Telehealth has the potential to improve healthcare access, but without interpreters, it may inadvertently worsen minority health disparities.
A new report from UCLA says that policymakers should ensure that telemedicine doesn’t leave vulnerable populations behind, both during the COVID-19 pandemic and beyond.
One in five U.S. residents speaks a language other than English at home. That figure is sure to grow, as 90 percent of America’s population is expected to come from immigration in the coming decades. The authors of the report note that in California, nearly 44 percent of the population speaks a language other than English at home, and Spanish-speaking physicians are the most under-represented in the physician workforce.
“When designing and implementing health technology, culture, needs, and population demographics must be taken into account,” they write. “Medical interpreter use will need to be systematically incorporated into technology to ensure language-concordance is addressed.”
The full report can be read here.
A recent article in The Verge titled “Telehealth Wasn’t Designed for Non-English Speakers,” summarized the issue well:
“Telehealth is convenient for some people: it cuts out the drive to an office and the time in a waiting room, trimming an hours-long event down to minutes. But it isn’t easily accessible to the 25 million people in the United States who speak little English (and) are more likely to live in poverty. Even if they are able to get online, most of the systems that support telehealth — like hospital portals and video visit platforms — are hard to access for people who primarily speak other languages.”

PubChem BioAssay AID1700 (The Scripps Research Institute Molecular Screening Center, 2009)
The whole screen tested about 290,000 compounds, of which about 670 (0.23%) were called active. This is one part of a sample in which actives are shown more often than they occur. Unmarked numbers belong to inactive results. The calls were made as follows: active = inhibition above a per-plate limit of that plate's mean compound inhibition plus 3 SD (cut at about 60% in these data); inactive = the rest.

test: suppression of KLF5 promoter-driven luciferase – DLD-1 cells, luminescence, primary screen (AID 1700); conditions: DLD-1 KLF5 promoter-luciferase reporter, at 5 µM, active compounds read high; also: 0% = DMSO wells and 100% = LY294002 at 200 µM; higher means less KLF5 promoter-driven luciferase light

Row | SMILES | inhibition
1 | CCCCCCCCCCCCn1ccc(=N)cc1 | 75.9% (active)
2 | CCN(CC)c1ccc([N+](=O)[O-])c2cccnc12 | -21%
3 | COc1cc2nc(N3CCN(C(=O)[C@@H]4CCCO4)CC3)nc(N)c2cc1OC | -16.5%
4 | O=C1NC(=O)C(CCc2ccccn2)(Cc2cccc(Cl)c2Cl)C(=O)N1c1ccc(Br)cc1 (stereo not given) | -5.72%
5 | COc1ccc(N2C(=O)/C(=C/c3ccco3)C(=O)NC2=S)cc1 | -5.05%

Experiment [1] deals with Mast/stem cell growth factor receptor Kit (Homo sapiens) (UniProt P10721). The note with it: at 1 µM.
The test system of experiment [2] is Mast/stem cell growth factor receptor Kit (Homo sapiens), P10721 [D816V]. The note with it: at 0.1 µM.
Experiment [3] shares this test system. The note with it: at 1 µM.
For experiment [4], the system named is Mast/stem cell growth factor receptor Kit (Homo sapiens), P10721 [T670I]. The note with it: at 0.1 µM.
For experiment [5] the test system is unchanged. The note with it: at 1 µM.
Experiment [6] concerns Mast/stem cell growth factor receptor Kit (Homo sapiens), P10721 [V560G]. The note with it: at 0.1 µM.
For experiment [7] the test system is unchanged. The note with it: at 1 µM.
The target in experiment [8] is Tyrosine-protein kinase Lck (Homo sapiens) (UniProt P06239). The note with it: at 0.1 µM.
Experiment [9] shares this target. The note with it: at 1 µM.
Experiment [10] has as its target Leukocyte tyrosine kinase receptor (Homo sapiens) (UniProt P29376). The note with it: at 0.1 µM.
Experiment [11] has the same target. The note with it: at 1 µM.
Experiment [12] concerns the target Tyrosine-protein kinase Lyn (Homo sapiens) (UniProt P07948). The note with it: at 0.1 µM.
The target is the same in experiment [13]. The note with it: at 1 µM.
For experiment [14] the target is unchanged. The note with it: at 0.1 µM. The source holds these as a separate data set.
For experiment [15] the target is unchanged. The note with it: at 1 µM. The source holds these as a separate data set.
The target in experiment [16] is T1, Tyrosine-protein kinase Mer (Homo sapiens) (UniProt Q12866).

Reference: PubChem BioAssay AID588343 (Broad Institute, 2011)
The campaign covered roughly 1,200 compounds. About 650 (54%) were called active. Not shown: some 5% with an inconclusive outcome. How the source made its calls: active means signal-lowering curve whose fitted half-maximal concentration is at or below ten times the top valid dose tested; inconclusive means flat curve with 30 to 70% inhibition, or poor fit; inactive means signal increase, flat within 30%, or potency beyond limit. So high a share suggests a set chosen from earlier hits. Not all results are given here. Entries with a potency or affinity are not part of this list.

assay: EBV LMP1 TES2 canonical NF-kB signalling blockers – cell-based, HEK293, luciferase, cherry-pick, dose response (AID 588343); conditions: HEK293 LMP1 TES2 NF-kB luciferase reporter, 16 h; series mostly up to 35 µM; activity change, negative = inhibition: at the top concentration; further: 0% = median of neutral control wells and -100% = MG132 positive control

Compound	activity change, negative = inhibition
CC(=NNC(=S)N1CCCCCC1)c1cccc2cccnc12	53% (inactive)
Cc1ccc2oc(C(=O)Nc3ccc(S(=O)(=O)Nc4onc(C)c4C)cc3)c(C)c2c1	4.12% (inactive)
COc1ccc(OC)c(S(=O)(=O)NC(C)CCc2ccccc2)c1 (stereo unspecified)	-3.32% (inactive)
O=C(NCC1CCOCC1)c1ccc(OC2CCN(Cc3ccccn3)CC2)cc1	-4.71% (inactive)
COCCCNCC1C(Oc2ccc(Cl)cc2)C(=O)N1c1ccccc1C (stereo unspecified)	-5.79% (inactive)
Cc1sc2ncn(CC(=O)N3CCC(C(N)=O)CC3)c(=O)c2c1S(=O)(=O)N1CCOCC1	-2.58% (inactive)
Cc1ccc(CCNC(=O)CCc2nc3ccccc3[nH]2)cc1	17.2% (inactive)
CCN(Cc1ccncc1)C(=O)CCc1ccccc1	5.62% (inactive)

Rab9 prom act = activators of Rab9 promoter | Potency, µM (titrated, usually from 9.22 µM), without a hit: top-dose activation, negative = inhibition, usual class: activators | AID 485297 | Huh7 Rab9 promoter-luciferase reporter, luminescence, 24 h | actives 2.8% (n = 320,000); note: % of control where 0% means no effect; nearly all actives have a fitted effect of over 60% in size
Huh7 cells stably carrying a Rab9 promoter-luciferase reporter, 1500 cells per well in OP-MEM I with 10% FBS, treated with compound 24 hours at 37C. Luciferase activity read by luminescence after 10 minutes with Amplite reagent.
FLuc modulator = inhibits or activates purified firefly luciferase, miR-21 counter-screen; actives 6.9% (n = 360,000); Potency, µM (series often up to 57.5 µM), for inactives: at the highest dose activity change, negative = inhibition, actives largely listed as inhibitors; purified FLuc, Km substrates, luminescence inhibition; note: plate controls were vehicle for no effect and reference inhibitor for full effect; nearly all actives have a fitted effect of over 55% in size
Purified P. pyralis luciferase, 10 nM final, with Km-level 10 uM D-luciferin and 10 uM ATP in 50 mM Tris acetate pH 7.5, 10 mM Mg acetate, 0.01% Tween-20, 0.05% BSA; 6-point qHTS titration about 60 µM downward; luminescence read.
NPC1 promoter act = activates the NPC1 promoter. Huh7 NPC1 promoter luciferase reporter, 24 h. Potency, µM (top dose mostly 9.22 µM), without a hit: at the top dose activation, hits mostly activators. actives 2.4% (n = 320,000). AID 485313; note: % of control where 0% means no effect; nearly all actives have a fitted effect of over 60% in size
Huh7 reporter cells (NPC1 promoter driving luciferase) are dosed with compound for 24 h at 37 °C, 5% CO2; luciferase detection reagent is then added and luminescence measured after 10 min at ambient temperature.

This reporting is entirely consistent with what LanguageLine is seeing in terms of traffic patterns and language-requests for telehealth-related services.
We have heard from several clients that non-COVID-related healthcare visits from limited-English patients have dropped by as much as 90 percent from their pre-coronavirus levels.
The promise of telehealth is that it will democratize care by making it available to populations that might not otherwise receive it. Failing to consider language when implementing telehealth, however, could have the opposite effect.
Healthcare organizations must demand that their telehealth-service providers support people with limited-English proficiency by allowing real-time access to language interpreters via voice and video.
LanguageLine Can Help
There are many reasons why painful health disparities exist. LanguageLine aims to help address this issue by expanding and simplifying options for telehealth platforms to integrate interpreter support.
To help providers overcome language barriers in health care, we recently launched LanguageLine for Telehealth. This service gives healthcare providers the much-needed ability to invite professional, medically trained language interpreters into their telemedicine sessions.
Through LanguageLine for Telehealth, foreign-language interpreters can be reached on-demand in more than 240 languages, including American Sign Language.
With just a few simple steps, LanguageLine for Telehealth can easily be implemented on services like Zoom, Microsoft Teams, Google Meet, WebEx, Skype, and GoToMeeting, as well as most major telemedicine platforms.
Please contact us to learn more about LanguageLine for Telehealth.
Jeff Cordell is LanguageLine’s Chief Information Officer.